Wisconsin born troubadour Willy Gantrim’s debut album, Alone and Adrift is a truly honest delta-blues record, loaded with the dusty sounds of the American South West. The album meanders through the thoughts of a day-dreaming rover – clearly reflective of Gantrim’s own travelling experiences. Although he hails from Wisconsin originally, the singer was raised among the honky-tonk and old-time religious music of Houston, Texas and elements of both of these– along with a cache of traditional and more modern folk sounds – can be found throughout the record. After leaving Texas, Gantrim bounced around the country and an array of jobs before settling in New York, where he established himself in bars and clubs in the Brooklyn roots scene.
Yet Gantrim actually recorded this impressive debut in Copenhagen after leaving the East Coast of the United States in early 2012. Detaching himself from America enabled him to amalgamate the variety of folk influences he had stumbled across on his life-journey, into a hotchpotch of songs alluding to the binary emotions of hope and despair.
The title track Alone and Adrift offers a slow waltz into the musings of Gantrim, who reflects on a conversation he dreamt he had with spiritual figures. The opening haze of Alone and Adrift somewhat sets the tone for the album, although he springs out of the muse into a Delta blues jam with Keep On Up, which is underpinned by an emphasis on rhythm and the bottleneck slide.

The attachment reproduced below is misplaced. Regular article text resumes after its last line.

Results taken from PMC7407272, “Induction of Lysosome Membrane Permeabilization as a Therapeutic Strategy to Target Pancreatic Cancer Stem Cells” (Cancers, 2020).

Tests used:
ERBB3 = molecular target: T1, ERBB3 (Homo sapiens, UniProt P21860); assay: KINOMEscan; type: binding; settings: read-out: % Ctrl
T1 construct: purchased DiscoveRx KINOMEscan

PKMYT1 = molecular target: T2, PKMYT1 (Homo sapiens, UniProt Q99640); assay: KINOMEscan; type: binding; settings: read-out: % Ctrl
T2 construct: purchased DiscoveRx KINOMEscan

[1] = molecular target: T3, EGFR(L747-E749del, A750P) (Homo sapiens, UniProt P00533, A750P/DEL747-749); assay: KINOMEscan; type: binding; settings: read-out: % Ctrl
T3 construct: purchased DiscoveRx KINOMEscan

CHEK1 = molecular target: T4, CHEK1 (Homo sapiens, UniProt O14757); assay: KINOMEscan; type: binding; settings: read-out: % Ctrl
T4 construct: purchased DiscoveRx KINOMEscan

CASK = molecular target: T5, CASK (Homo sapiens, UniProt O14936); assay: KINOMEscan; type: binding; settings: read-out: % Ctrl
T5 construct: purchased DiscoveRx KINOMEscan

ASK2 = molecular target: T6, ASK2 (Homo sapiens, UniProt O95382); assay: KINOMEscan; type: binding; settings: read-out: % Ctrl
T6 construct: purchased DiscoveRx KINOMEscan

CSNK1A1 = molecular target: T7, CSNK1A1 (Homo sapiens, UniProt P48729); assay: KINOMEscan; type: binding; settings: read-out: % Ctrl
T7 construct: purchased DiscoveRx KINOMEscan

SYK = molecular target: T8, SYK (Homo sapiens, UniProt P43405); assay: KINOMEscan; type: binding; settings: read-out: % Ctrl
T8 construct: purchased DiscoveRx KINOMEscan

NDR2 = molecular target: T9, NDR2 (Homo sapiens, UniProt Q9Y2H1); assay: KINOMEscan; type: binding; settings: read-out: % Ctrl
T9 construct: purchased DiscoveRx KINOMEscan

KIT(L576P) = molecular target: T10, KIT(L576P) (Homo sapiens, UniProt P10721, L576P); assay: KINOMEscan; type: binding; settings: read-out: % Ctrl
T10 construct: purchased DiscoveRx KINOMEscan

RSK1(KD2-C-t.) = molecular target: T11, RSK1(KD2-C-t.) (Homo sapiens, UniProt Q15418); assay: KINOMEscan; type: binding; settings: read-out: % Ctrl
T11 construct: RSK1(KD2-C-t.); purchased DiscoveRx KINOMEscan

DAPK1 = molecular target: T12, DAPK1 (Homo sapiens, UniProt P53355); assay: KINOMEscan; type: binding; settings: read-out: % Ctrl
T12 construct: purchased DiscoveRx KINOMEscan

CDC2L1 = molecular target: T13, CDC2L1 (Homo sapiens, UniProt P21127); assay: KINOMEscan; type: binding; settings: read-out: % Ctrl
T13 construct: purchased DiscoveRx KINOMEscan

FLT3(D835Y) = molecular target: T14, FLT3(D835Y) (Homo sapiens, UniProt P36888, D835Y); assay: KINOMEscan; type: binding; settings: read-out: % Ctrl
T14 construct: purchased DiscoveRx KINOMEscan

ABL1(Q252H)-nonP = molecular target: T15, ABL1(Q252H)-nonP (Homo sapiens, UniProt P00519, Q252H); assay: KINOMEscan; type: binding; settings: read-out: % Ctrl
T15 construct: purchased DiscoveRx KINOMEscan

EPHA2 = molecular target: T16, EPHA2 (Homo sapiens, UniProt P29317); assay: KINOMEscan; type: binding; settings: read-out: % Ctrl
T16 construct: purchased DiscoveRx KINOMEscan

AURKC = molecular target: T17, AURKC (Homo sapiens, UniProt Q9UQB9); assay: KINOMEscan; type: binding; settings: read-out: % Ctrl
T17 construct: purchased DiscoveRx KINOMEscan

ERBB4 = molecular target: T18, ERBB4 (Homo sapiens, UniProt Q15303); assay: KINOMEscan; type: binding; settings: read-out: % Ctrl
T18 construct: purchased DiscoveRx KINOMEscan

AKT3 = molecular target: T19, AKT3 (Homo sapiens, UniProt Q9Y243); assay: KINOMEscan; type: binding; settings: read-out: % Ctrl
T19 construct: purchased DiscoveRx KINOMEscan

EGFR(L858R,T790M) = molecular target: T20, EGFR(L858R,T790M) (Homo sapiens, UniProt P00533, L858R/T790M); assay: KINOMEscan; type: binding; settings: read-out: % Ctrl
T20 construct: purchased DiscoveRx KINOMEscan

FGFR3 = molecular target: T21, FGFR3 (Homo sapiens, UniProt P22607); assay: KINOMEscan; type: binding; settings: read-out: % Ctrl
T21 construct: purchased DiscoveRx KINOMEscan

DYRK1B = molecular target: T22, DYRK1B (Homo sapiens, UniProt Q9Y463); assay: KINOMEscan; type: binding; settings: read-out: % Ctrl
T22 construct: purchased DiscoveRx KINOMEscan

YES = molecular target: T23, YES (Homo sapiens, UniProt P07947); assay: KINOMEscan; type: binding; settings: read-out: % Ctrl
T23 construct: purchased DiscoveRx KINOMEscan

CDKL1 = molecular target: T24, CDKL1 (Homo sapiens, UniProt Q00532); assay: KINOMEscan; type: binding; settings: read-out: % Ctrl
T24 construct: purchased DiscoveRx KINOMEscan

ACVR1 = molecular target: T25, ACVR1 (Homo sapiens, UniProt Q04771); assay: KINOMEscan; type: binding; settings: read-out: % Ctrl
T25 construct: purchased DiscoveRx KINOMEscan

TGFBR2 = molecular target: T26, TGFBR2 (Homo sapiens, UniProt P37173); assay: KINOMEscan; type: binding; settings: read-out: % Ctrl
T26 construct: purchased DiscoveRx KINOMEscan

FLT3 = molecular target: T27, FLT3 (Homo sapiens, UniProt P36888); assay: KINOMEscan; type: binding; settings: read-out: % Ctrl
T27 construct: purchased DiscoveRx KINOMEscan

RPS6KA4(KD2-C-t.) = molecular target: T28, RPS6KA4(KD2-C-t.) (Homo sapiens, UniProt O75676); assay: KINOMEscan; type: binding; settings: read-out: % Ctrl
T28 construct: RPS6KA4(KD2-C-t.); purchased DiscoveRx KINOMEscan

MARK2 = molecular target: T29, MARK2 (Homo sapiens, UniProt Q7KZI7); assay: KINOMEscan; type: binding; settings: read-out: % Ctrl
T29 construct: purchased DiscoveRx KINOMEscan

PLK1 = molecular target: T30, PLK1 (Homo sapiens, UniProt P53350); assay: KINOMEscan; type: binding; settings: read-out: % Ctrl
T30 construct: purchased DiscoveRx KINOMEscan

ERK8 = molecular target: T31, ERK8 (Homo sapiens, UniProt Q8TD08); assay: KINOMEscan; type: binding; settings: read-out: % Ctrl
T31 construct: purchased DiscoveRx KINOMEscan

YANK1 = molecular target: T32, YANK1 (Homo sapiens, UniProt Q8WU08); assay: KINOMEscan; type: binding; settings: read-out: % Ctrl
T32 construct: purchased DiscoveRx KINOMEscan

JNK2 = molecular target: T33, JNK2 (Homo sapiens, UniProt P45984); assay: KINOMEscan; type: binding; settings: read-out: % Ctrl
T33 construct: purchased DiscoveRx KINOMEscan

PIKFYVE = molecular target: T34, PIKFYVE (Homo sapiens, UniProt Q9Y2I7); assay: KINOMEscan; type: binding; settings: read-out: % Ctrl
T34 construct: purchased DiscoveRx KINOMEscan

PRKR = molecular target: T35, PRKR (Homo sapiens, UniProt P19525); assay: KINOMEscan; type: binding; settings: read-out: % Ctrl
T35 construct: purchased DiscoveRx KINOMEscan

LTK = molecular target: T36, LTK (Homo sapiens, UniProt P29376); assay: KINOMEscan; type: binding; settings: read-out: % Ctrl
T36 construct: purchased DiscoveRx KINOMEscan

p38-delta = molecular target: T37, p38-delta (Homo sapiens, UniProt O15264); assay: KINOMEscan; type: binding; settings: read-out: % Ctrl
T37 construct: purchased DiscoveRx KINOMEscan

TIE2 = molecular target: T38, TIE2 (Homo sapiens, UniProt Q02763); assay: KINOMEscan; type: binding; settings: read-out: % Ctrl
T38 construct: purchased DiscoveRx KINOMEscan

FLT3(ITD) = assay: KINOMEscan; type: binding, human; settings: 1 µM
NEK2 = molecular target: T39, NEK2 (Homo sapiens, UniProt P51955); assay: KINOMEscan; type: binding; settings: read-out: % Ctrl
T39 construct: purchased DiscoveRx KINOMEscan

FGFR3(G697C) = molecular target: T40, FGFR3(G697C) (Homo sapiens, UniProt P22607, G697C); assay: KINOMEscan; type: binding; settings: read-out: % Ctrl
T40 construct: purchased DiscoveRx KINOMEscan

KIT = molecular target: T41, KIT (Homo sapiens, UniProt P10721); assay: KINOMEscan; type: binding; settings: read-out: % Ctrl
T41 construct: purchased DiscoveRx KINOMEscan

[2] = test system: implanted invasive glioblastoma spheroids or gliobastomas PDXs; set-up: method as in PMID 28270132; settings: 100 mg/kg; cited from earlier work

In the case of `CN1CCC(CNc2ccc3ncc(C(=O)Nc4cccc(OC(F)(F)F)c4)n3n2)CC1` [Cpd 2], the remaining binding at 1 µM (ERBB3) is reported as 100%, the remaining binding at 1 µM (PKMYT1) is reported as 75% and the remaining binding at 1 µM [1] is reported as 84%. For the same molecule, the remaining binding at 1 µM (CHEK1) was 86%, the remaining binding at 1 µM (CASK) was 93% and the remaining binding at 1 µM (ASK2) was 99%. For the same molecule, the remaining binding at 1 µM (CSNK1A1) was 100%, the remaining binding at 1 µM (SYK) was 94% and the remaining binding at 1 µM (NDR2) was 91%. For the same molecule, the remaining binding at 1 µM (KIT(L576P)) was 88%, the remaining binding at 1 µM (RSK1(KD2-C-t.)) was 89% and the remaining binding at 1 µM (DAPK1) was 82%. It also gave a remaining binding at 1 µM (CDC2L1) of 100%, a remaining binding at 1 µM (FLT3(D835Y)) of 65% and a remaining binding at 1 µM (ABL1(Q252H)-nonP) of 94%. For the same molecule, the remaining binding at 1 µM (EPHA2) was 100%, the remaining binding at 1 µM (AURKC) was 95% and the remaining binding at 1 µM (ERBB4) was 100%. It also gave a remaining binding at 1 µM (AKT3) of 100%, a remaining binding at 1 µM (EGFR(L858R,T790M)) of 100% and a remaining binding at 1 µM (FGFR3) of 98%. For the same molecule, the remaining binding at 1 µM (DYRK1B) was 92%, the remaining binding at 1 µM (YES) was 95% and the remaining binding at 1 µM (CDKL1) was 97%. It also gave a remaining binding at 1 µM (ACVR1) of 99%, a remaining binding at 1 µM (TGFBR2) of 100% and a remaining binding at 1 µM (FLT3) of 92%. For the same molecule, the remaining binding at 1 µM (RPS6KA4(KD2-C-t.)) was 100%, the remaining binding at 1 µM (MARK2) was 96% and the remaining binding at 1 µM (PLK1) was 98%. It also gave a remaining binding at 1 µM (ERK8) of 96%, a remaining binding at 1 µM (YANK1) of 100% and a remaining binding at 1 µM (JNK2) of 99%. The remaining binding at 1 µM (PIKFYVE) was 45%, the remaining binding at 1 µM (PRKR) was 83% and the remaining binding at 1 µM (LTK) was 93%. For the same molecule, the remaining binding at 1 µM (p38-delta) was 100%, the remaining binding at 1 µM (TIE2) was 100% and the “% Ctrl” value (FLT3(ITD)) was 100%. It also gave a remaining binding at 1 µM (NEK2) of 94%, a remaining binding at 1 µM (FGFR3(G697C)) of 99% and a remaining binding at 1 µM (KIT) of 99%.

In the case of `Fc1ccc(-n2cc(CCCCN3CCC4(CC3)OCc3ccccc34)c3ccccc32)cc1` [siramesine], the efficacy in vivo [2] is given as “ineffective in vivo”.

The album is a fairly sombre affair throughout. Despite an influx of different instruments which seek to reinforce the depth of songs such as Trouble in Mind and A Million Miles to Go, it is often the Dylan-esque, rusty timbre of Gantrim’s vocals that stands out on the record.
Nothing epitomises the vagrant, folk pensive of Gantrim’s persona more than the penultimate track on the album, Tender Lovin’ Hold. Despite its simplicity and length – at just over two minutes long, it captures quite beautifully the fragility of relationships and the magnitude of memory on later life.
Although rather swamped by an airy sense of mystery, Gantrim’s lyrics are full of sincerity. This is epitomised by two of the more mellow songs on the album Tomorrow is Only a Dream and The Rancor In Needfulness. The latter, the final song on the album, is a clear tale of the loss of love, and a fitting culmination to the record.
Despite being recorded in Europe, Alone and Adrift offers a rambling journey through America, and Americana folk music. Gantrim was aided by a Kickstarter fund to complete this album, and with a prospective tour across Denmark, the UK, Germany, Switzerland and finally a return to the United States in the pipeline, his public backers will certainly feel as though their investment was worthwhile.
Review by: Harry Shepherd
Album Stream (via Deezer)
Also just had to share this older session from 2011:
Released 28th October via Wind Some Lose Some Records
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